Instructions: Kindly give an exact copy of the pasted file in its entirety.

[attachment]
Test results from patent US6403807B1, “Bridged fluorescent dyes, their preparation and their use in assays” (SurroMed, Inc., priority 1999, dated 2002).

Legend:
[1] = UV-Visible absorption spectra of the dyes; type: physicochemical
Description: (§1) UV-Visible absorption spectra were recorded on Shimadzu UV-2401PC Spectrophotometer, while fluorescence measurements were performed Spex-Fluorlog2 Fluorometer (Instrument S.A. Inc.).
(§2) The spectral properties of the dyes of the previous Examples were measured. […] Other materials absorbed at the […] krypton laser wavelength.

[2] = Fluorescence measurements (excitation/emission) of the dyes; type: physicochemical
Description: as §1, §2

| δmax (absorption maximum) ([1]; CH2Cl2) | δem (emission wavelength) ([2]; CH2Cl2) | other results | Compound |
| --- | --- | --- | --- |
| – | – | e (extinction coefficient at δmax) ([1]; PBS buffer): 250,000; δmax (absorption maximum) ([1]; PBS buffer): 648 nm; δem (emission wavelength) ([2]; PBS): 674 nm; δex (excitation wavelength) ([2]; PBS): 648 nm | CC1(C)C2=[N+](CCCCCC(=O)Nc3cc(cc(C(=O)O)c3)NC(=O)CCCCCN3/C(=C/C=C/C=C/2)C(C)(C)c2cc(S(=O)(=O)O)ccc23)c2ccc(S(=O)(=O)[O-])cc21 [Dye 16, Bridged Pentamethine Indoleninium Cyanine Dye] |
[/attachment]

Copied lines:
Test results from patent US6403807B1, “Bridged fluorescent dyes, their preparation and their use in assays” (SurroMed, Inc., priority 1999, dated 2002).

Legend:
[1] = UV-Visible absorption spectra of the dyes; type: physicochemical
Description: (§1) UV-Visible absorption spectra were recorded on Shimadzu UV-2401PC Spectrophotometer, while fluorescence measurements were performed Spex-Fluorlog2 Fluorometer (Instrument S.A. Inc.).
(§2) The spectral properties of the dyes of the previous Examples were measured. […] Other materials absorbed at the […] krypton laser wavelength.

[2] = Fluorescence measurements (excitation/emission) of the dyes; type: physicochemical
Description: as §1, §2

| δmax (absorption maximum) ([1]; CH2Cl2) | δem (emission wavelength) ([2]; CH2Cl2) | other results | Compound |
| --- | --- | --- | --- |
| – | – | e (extinction coefficient at δmax) ([1]; PBS buffer): 250,000; δmax (absorption maximum) ([1]; PBS buffer): 648 nm; δem (emission wavelength) ([2]; PBS): 674 nm; δex (excitation wavelength) ([2]; PBS): 648 nm | CC1(C)C2=[N+](CCCCCC(=O)Nc3cc(cc(C(=O)O)c3)NC(=O)CCCCCN3/C(=C/C=C/C=C/2)C(C)(C)c2cc(S(=O)(=O)O)ccc23)c2ccc(S(=O)(=O)[O-])cc21 [Dye 16, Bridged Pentamethine Indoleninium Cyanine Dye] |